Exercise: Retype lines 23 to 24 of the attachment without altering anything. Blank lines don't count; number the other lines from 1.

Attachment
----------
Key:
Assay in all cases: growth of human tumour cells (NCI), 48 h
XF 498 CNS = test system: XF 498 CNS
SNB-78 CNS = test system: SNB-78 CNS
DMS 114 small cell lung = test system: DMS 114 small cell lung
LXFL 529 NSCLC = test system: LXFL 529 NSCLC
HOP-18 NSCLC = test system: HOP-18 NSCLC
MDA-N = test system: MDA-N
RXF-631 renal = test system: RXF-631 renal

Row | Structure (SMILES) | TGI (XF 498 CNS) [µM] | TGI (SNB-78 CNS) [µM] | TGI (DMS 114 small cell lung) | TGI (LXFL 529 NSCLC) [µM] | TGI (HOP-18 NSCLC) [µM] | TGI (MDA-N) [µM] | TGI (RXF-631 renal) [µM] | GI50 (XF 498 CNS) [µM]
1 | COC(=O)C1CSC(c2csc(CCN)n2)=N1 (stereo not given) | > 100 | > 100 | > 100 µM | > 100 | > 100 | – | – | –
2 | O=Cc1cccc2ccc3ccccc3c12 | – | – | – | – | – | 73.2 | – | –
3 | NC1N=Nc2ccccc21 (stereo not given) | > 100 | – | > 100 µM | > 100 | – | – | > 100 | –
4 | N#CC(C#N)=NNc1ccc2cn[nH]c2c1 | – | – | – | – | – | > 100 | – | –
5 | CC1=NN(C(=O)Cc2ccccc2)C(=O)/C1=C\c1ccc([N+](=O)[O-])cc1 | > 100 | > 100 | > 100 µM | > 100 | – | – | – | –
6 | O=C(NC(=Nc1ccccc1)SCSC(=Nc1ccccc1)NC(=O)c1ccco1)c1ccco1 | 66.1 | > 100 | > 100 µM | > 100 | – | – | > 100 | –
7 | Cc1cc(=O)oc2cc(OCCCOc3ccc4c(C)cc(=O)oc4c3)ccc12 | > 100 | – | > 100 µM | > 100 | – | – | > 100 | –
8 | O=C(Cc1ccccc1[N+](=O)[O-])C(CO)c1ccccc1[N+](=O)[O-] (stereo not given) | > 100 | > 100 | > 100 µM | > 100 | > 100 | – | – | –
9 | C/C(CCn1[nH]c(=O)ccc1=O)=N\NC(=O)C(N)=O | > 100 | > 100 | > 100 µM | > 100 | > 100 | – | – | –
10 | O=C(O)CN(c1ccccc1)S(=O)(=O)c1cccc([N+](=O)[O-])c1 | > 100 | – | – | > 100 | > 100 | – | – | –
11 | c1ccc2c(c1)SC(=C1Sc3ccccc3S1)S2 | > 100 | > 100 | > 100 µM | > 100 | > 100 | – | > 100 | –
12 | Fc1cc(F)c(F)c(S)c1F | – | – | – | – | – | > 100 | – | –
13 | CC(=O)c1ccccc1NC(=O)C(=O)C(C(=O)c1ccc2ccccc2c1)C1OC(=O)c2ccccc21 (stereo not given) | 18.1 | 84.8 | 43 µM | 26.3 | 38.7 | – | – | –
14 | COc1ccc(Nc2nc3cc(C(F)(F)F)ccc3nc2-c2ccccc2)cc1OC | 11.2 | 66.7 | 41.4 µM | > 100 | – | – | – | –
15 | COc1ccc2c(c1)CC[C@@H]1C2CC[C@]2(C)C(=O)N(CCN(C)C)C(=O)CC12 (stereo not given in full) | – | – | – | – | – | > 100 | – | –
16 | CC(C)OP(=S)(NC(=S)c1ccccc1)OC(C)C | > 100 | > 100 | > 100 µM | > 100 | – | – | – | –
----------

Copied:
13 | CC(=O)c1ccccc1NC(=O)C(=O)C(C(=O)c1ccc2ccccc2c1)C1OC(=O)c2ccccc21 (stereo not given) | 18.1 | 84.8 | 43 µM | 26.3 | 38.7 | – | – | –
14 | COc1ccc(Nc2nc3cc(C(F)(F)F)ccc3nc2-c2ccccc2)cc1OC | 11.2 | 66.7 | 41.4 µM | > 100 | – | – | – | –